Another Something to Think About
What do privacy and democracy have in common?
Neither are mentioned in either the Declaration of Independence or the Constitution.
In striking down Roe v Wade the Supreme Court indicated that the Constitution does not guarantee or protect a right of privacy because there is no mention or articulation of the concept of privacy in the Constitution hence, no such right exists.
The Constitution established a Federal democratic republic. It is the system of the Federal Government; it is democratic because the people govern themselves; and it is a republic because the Government’s power is derived from its people.
The word “democracy” was neither used in the Declaration of Independence nor in the Constitution. Indeed, the Founding Fathers were anxious and fearful of allowing any form of tyranny, including the tyranny of the majority.
Clarence Thomas indicated that other rights may be targeted and tossed by the Court as invalid liberal or progressive overreach by the Court in earlier decisions which seemed to reflect evolutionary changes in societal attitudes and perspectives…
Was Thomas hinting that democracy itself may be placed on the Court’s draconian chopping block because nowhere is the word “democracy” mentioned in the Declaration of Independence or the U.S. Constitution?
07/25/2022 @ 6:32 am
In my view, to the extent that I I understand it, the common thread is agency. With agency being the state of action, agency can either be in the service of another entity, or oneself. Democracy, being the expression of volition on issues before the public, privacy is required as the laboratory or the factory of volition. Without privacy, no volition can be constructed, and the agency is subsumed by the closest stream of momentum to the individual concerned.
07/25/2022 @ 9:07 am
Bitey, you posit an interesting thought/theory:
Democracy is privacy in action.
The political manifestation of privacy is democracy.
The foundation of democracy as the construct or paradigm of societal and collective self governance is individual privacy.
In a democracy, “All politics is local”.
Voting is personal.
07/25/2022 @ 2:17 pm
Yes. Freedom is democracy fueled by the agency of the free citizen. Without the self granted license to conceive a position, and then move on it in a public forum, the individual citizen is reduced to a subject of some greater authority who does possess the ability to determine the positions and the movements.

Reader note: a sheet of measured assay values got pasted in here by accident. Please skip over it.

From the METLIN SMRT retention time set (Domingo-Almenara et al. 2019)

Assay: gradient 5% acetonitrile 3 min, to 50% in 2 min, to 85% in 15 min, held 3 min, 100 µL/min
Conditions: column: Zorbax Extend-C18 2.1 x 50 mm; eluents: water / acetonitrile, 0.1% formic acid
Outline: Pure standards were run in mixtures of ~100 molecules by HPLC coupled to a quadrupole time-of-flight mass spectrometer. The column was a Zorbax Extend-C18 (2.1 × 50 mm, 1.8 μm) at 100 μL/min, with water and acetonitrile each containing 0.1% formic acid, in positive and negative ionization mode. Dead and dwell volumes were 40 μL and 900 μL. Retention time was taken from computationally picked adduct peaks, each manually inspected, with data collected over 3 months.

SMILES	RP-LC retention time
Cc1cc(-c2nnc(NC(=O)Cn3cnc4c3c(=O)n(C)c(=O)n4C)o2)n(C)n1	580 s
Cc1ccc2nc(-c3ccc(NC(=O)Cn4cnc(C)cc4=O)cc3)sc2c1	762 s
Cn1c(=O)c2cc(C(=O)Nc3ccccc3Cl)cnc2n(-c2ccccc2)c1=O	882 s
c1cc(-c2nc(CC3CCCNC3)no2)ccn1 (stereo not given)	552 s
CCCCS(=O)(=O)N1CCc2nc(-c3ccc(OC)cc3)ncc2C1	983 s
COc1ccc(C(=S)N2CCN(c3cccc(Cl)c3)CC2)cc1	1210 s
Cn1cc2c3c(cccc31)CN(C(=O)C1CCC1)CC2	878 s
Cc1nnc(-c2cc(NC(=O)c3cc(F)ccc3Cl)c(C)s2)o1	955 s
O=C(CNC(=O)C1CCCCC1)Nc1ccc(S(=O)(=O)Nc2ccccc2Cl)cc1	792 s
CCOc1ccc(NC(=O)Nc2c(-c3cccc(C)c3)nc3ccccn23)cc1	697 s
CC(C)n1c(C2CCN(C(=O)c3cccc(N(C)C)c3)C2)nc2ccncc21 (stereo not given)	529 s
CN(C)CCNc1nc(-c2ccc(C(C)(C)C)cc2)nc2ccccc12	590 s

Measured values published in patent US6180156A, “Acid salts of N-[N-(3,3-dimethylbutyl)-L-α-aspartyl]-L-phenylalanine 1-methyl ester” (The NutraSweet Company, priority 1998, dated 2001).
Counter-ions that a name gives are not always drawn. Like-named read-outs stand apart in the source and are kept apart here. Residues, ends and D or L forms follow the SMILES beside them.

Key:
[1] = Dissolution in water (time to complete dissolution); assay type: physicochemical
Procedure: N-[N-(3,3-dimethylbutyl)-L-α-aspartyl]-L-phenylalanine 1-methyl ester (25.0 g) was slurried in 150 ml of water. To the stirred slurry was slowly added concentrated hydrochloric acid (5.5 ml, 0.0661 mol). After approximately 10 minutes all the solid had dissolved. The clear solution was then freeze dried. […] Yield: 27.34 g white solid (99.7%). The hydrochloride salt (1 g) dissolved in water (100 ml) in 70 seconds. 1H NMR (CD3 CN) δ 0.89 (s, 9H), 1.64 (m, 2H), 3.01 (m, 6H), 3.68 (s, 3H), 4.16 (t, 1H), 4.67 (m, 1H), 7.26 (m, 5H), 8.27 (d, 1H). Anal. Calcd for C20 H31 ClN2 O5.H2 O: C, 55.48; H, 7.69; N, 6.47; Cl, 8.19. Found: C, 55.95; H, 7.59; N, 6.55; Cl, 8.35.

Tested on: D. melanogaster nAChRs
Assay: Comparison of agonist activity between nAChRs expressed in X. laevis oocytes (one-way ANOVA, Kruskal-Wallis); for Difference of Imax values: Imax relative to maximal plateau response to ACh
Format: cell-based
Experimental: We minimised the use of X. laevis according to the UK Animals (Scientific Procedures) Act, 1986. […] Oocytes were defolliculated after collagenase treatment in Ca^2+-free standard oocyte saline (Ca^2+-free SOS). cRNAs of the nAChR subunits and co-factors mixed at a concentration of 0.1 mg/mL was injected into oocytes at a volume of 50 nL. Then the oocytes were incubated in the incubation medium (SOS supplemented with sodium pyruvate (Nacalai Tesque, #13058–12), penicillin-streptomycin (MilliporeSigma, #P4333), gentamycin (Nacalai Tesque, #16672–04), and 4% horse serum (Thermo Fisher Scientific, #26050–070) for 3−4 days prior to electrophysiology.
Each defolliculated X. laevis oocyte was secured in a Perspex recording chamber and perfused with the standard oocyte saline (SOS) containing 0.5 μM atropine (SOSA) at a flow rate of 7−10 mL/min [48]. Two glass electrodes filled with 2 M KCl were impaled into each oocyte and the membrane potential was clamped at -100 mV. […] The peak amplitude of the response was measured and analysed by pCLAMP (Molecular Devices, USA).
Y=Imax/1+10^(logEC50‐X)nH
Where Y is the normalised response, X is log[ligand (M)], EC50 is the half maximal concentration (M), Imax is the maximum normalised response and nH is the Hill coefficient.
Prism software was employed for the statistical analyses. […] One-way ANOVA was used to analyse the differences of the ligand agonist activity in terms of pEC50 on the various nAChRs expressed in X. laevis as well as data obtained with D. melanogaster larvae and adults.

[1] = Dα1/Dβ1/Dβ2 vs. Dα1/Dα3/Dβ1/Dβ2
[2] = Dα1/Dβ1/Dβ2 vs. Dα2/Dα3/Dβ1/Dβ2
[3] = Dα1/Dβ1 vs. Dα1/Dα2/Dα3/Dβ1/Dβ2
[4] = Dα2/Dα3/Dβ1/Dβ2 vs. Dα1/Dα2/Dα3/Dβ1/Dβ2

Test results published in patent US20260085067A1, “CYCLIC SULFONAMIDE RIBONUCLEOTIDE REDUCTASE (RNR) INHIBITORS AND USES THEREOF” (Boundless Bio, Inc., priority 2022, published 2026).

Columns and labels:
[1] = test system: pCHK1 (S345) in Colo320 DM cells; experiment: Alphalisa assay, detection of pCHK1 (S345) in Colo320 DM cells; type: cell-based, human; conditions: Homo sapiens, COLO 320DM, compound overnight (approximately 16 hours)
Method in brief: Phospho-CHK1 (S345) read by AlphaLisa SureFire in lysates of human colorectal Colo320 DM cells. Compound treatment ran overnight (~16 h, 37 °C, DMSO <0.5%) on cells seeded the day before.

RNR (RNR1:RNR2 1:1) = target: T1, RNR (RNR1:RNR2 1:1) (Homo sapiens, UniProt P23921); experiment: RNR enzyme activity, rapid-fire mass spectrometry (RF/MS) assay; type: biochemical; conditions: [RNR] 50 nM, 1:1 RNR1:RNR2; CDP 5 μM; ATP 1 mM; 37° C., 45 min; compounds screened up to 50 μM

I assume privacy was not addressed because it is assumed. Another condition that is assumed is consciousness. While it is not addressed, no agency within a system of freedom can be maintained or realized without consciousness. The mere fact that it is not expressed does not that it is not fundamental. Privacy is fundamental in this particular way…in my view.
07/26/2022 @ 10:05 am
I read a book more than a decade ago, that provides a chilling look at our assumptions. Entitled “The Right to Privacy” by Caroline Kennedy and Ellen Alderman, it answers as many questions as it generates.
The increase in technological options to enable searching and finding details about people, has created an overlay of perception that if one wants to know about other’s lives in a manner that would have historically been assumed to be illegal, is likely not so.
That perception has led to countless intrusions into our lives including bloggers using psuedonyms rather than taking credit or blame for their comments.
07/26/2022 @ 11:29 am
I remember buying my wife an iPod Touch as a present, before she considered that she might want one. This was the handheld internet device by Apple the year before they put a phone in them. The salesman (kid) at the Apple store had one, and I asked him if he found having access to the internet in his pocket useful. I ended up getting it, and soon we had iPhones when they came out. Now, I can’t imagine life without one. We have handed over a crazy amount of data to the cloud, which as you mentioned, guarantees us no privacy. Orwell’s “1984” seemed all very theoretical and academic until Facebook made it all so real with big data. You’re so right, AWS.
07/26/2022 @ 1:52 pm
“We have handed over a crazy amount of data to the cloud, which as you mentioned, guarantees us no privacy.”
It might be argued that the internet is, at least in part, a cause for creeping authoritarianism and a reason for the demise of the democratic impulse.
“The foundation of democracy as the construct or paradigm of societal and collective self governance is individual privacy.”
If this is true, then the following nay also be true:
No privacy = no democracy…
07/26/2022 @ 3:31 pm
I think that is right, Ron. And to state it optimistically; if we can look forward to some great genius who writes us or teaches us into a more civilized future, that person’s priorities will be climate, wealth disparities, and privacy in just the way that you described.
07/27/2022 @ 12:29 am
Excellent choice of three things
07/31/2022 @ 6:19 pm
‘…three things…’ and four strong winds … the only things I know that run on air are windmills. Wait! Sails, painted kites, bagpipes, woodwinds, brass … ok: hot air balloons … whistles … yeah sure parachutes!
08/01/2022 @ 8:15 am
“The answer is is blowing in the wind…”
Bob Dylan said it first:
Peter, Paul, and Mary said it best:
08/05/2022 @ 2:13 am
… breaker~~~BREAKER ONE NINE~~~ you can Roger Moore DAT!